No, a closed trefoil cannot appear, because it's not algebraically slice.

In more detail, I understand that in the usual Minkowski space, a "time slice" $T$ would be homeomorphic to $\Bbb R^3$. In case there are problems with this in a more general situation, I'm reading the question so that $T$ is implicitly assumed to be a copy to $\Bbb R^3$ because by the trefoil knot one normally means a certain type of knot in $\Bbb R^3$ (or in $S^3$, but I understand that a time slice would anyway be non-compact; though my argument below would work for a copy of $S^3$ just as well).

Suppose then that this $T$ intersects the given surface $F=$(long trefoil)$\times\Bbb R$ in a closed trefoil $K$. The latter is a copy of $S^1$ embedded in $F$, so by the Jordan curve theorem (for polygonal curves) it bounds a disk $D$ in $F$. Since $T\cap F=K$, this $D$ lies entirely in one of the regions $T^+$, $T^-$ of $\Bbb R^4$ bounded by $T$ (in other words, either in the future or in the past of the observer). Topologically, the two possibilities are symmetric, so we may assume $D\subset T^+$. Since $F$ is connected, $T^+\cap F=D$.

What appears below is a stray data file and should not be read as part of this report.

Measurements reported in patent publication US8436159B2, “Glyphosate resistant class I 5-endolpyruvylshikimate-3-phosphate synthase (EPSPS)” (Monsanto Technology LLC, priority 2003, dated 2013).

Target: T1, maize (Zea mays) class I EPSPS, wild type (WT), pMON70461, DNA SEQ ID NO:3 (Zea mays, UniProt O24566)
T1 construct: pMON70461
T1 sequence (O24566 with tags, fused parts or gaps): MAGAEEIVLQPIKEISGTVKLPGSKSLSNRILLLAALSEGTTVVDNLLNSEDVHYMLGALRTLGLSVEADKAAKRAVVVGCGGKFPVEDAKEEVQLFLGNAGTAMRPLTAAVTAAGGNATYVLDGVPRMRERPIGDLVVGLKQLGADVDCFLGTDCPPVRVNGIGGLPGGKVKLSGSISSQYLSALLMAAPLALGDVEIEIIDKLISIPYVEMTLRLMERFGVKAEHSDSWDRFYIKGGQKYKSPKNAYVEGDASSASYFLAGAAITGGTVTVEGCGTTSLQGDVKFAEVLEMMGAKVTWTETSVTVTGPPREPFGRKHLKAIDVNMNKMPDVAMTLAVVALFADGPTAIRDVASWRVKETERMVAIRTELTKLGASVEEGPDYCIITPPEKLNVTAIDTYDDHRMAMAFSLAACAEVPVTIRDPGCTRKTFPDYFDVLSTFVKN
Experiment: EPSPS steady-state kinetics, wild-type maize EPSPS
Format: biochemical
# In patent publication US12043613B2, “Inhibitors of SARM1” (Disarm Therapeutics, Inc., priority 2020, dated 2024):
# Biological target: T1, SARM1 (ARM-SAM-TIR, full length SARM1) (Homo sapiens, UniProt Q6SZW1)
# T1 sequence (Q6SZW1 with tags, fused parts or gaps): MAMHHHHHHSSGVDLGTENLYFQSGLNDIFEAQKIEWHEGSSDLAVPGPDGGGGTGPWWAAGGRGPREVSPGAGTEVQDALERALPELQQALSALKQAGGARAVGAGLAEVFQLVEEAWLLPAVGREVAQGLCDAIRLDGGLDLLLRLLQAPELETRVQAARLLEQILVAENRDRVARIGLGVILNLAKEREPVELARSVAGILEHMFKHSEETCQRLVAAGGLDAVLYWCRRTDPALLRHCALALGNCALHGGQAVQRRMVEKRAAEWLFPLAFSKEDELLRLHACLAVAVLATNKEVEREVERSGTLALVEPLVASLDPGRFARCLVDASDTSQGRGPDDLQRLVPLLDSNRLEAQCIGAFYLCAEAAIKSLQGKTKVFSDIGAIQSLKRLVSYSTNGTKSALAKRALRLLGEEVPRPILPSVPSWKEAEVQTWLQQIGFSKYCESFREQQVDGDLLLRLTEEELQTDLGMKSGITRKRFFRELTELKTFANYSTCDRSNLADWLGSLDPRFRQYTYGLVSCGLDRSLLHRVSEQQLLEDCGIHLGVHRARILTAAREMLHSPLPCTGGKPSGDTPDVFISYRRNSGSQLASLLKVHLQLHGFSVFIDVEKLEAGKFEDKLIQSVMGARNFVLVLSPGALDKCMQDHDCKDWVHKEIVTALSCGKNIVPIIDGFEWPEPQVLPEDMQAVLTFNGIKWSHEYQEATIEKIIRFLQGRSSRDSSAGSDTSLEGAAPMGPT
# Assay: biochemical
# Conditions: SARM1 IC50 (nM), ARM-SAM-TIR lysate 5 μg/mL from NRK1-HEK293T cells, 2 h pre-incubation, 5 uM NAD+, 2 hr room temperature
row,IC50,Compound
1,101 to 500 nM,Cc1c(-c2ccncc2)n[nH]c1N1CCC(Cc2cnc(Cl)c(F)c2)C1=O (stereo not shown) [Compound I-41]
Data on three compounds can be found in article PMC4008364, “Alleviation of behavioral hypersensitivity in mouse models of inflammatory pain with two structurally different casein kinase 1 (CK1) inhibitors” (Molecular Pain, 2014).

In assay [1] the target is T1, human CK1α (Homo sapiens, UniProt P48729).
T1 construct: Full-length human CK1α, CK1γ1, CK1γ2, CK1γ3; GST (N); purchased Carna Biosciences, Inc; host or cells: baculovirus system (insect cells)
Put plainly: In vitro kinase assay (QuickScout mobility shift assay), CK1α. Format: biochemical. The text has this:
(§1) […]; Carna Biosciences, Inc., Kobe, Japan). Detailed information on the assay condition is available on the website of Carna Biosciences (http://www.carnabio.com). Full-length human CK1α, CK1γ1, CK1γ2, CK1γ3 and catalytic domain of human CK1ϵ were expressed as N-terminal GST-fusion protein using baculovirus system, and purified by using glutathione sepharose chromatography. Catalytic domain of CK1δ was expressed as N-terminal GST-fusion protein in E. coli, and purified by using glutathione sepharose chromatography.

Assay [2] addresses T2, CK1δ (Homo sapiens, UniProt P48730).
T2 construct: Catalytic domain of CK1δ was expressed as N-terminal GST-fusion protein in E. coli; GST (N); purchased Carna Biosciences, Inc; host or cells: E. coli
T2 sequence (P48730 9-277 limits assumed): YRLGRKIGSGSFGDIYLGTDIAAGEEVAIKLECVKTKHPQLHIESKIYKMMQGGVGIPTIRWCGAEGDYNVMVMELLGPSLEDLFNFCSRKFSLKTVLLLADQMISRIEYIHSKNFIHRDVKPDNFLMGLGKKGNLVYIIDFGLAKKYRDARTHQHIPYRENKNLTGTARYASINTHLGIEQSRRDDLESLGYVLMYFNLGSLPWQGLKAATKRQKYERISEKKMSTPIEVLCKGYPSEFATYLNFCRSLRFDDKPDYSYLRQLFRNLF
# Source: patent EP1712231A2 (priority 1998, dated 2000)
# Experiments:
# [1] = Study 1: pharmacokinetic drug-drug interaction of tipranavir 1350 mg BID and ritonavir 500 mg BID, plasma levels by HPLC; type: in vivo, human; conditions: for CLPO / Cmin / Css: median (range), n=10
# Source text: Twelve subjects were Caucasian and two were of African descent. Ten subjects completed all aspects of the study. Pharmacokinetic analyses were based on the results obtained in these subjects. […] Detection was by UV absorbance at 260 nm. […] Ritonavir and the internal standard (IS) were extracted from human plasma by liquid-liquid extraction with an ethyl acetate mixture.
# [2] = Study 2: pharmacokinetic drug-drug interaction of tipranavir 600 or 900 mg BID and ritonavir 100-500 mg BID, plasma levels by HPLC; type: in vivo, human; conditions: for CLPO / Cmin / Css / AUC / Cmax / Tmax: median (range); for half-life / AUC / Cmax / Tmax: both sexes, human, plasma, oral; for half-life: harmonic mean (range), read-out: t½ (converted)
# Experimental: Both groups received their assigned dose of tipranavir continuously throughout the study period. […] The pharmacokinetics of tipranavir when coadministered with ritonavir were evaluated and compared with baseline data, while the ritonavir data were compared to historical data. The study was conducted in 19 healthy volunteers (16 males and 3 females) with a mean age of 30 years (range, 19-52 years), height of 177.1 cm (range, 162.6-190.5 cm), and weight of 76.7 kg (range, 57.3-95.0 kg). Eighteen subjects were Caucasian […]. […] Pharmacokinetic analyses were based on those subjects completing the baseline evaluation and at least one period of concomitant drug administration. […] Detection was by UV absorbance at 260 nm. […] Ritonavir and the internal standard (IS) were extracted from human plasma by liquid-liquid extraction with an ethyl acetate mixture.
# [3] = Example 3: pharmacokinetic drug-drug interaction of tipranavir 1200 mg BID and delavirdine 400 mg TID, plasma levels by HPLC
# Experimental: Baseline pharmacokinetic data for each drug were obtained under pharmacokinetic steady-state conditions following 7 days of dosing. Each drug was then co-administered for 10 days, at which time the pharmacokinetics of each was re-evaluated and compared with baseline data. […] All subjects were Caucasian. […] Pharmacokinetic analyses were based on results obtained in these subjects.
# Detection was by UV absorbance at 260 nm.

If $T^+$ happens to be diffeomorphic to $\Bbb R^3\times [0,\infty)$ we conclude immediately that $K$ is a slice knot. But the trefoil is not slice.

The general case follows by unraveling a standard proof that the trefoil is not slice. By Mayer-Vietoris and Seifert-van Kampen $T^+$ is contractible. Also, a Seifert surface of $K$ in $T$ capped off by the disk $D$ bounds a $3$-manifold in $T^+$. [Indeed, if $G$ is an infinite Seifert surface (properly embedded in $\Bbb R^3$) for the long trefoil, some perturbation of $G\times\Bbb R$ will meet $T^+$ in a $3$-manifold $M$ with $\partial M=D\cup (M\cap T)$. Since $D$ is compact, it's easy to arrange that $M$ be compact.]
It follows that $K$ is algebraically slice, and in particular its Arf invariant vanishes. But the trefoil has nonzero Arf-invariant.